Due to a major shift in age structure toward very elderly populations (≥80 years) and the fact that stroke incidence is generally highest in the very elderly, it is expected that there will correspondingly be an increasingly higher proportion of strokes in this age group.1 Awareness of recent trends in stroke incidence among the very elderly, especially by sex, could be helpful for planning purposes by healthcare policymakers at all levels as the inevitable graying of society continues. This study aimed to assess US trends in the percentage of stroke hospitalizations among men and women aged ≥80 years between 1997 and 2006.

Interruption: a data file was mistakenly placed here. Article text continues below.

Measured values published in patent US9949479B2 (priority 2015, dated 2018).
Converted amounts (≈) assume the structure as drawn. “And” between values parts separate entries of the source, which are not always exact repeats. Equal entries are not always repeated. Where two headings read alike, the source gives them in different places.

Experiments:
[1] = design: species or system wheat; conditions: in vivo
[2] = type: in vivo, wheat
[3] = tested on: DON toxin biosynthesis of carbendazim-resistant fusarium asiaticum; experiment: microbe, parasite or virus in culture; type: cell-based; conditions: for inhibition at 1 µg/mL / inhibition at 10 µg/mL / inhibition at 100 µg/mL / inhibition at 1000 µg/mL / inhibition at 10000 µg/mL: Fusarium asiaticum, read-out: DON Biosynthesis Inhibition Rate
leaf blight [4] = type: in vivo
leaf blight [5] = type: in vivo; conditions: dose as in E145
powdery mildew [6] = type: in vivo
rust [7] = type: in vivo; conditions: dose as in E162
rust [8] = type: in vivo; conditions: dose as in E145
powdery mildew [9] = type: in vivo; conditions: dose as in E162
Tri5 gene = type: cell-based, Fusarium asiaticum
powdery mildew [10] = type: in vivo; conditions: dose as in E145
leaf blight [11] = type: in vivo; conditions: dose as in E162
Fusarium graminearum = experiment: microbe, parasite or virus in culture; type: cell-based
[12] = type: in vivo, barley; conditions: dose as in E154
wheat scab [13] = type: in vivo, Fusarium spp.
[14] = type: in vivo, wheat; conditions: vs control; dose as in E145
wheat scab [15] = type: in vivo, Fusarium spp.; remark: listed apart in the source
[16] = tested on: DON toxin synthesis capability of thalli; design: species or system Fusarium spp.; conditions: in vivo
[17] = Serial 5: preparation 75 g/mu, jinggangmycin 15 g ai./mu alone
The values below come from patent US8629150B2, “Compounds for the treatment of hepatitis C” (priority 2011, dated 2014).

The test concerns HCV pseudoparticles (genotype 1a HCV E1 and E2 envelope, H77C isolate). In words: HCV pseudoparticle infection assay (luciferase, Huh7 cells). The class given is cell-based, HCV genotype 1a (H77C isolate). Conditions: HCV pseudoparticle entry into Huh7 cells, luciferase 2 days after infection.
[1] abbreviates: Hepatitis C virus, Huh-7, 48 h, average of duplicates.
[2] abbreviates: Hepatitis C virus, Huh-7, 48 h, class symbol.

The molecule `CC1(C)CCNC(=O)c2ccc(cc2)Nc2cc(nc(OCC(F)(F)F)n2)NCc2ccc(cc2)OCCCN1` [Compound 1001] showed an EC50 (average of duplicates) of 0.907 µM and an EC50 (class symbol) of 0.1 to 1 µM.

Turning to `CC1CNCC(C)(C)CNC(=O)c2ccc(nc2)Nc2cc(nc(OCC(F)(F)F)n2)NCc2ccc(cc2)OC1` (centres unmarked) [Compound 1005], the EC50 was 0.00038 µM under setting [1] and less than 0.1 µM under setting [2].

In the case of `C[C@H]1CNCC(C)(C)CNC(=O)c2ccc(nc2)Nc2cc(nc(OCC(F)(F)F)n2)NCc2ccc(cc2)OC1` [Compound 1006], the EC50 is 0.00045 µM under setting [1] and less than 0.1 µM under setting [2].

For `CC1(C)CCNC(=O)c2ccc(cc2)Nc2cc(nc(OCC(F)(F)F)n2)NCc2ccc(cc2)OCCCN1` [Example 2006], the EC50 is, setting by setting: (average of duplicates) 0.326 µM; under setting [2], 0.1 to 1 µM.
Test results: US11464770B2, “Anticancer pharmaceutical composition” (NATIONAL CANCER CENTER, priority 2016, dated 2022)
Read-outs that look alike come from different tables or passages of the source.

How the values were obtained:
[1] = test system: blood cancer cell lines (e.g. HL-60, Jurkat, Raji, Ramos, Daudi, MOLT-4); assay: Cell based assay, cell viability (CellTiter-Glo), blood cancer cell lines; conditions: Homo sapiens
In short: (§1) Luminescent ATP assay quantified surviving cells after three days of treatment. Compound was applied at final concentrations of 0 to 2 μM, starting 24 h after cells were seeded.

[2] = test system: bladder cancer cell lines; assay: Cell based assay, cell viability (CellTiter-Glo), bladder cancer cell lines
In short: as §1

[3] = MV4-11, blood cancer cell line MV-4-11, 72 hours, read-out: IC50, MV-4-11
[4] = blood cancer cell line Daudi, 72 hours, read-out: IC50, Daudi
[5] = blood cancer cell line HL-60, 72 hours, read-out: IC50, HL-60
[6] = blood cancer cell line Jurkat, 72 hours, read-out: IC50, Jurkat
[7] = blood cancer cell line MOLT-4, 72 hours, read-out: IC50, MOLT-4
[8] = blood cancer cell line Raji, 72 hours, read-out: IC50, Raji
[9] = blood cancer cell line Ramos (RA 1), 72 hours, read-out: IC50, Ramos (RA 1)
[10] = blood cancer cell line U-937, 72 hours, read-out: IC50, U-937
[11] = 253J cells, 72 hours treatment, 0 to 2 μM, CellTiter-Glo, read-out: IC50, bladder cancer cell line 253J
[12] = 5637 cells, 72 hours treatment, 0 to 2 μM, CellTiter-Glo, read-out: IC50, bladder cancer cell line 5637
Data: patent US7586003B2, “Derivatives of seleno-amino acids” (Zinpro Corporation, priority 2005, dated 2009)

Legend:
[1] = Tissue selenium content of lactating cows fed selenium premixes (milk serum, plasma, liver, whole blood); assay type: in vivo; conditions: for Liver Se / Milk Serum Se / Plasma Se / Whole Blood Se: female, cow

Data were obtained from the Nationwide Inpatient Sample (NIS), which approximates a stratified 20% sample of all non-Federal, short-term, general, and specialty hospitals serving adults in the United States. Detailed information on the design of the NIS is available at www.hcup-us.ahrq.gov. From 1997 to 2006, NIS captured discharge-level information on several million discharges each year. A unique hospital identifier allows for linkage of discharge data to an NIS data set with hospital characteristics.